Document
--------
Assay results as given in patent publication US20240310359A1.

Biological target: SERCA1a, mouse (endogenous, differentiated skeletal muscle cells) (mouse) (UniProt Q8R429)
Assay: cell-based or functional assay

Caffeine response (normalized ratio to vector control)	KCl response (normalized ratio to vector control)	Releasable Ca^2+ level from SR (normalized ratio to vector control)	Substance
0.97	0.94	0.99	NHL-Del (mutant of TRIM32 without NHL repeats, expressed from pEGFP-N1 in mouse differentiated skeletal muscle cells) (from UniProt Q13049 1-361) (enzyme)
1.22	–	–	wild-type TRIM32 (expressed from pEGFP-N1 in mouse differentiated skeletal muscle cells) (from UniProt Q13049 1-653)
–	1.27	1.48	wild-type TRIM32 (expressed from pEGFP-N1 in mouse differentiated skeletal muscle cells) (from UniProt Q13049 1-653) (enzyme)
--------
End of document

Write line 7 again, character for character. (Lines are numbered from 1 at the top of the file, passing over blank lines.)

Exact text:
–	1.27	1.48	wild-type TRIM32 (expressed from pEGFP-N1 in mouse differentiated skeletal muscle cells) (from UniProt Q13049 1-653) (enzyme)